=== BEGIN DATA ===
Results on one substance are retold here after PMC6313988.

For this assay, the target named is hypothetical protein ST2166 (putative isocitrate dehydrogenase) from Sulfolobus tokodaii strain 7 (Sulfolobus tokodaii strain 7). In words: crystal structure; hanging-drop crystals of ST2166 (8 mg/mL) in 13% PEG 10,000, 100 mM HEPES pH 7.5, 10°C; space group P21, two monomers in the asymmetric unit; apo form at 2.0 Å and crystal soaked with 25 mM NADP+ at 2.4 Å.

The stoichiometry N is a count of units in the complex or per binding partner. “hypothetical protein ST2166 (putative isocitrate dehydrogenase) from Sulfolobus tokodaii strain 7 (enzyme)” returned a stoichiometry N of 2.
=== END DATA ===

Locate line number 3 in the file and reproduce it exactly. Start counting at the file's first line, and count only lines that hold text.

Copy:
The stoichiometry N is a count of units in the complex or per binding partner. “hypothetical protein ST2166 (putative isocitrate dehydrogenase) from Sulfolobus tokodaii strain 7 (enzyme)” returned a stoichiometry N of 2.